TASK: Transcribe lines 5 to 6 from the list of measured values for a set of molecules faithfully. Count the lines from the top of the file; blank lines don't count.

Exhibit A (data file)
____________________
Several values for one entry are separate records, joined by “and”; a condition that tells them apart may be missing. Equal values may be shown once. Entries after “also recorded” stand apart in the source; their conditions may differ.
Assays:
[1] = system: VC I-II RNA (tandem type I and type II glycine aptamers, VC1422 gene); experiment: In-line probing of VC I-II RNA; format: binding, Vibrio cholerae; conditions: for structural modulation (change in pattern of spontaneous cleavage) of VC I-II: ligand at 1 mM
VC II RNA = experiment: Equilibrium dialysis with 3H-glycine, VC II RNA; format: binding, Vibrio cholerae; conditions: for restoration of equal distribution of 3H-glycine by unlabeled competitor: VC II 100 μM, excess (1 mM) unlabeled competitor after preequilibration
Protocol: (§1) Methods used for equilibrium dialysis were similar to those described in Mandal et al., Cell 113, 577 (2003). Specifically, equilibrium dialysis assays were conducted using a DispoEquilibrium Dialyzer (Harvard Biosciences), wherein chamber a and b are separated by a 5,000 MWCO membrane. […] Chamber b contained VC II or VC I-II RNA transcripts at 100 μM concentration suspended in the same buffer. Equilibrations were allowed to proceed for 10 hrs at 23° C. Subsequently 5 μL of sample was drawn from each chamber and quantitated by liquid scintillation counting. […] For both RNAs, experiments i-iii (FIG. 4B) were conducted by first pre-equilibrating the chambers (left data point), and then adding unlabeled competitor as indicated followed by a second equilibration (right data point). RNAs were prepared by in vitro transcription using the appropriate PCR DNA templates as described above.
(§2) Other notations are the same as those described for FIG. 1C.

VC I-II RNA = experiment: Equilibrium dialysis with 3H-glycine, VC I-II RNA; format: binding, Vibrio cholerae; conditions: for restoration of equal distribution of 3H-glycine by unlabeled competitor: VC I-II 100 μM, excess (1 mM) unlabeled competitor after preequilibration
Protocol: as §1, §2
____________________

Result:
Protocol: (§1) Methods used for equilibrium dialysis were similar to those described in Mandal et al., Cell 113, 577 (2003). Specifically, equilibrium dialysis assays were conducted using a DispoEquilibrium Dialyzer (Harvard Biosciences), wherein chamber a and b are separated by a 5,000 MWCO membrane. […] Chamber b contained VC II or VC I-II RNA transcripts at 100 μM concentration suspended in the same buffer. Equilibrations were allowed to proceed for 10 hrs at 23° C. Subsequently 5 μL of sample was drawn from each chamber and quantitated by liquid scintillation counting. […] For both RNAs, experiments i-iii (FIG. 4B) were conducted by first pre-equilibrating the chambers (left data point), and then adding unlabeled competitor as indicated followed by a second equilibration (right data point). RNAs were prepared by in vitro transcription using the appropriate PCR DNA templates as described above.
(§2) Other notations are the same as those described for FIG. 1C.